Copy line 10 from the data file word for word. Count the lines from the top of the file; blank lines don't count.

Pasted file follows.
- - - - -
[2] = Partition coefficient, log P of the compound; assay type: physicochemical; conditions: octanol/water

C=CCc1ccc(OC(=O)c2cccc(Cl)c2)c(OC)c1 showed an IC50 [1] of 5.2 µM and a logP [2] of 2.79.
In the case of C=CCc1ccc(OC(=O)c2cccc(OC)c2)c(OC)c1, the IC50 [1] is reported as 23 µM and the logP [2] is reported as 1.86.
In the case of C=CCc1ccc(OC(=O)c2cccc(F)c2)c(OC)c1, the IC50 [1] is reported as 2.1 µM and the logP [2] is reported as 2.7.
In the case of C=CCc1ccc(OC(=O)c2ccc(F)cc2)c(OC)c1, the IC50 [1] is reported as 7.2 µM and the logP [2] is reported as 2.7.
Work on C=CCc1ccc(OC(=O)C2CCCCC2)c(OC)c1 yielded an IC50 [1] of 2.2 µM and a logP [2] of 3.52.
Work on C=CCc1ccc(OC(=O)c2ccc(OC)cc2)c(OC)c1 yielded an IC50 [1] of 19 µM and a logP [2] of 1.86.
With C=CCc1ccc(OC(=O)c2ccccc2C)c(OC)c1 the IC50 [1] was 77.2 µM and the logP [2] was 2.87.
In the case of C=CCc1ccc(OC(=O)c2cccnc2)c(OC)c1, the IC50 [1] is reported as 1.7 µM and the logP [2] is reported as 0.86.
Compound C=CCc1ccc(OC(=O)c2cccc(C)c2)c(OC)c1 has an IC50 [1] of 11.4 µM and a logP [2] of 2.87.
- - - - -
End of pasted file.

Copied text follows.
Compound C=CCc1ccc(OC(=O)c2cccc(C)c2)c(OC)c1 has an IC50 [1] of 11.4 µM and a logP [2] of 2.87.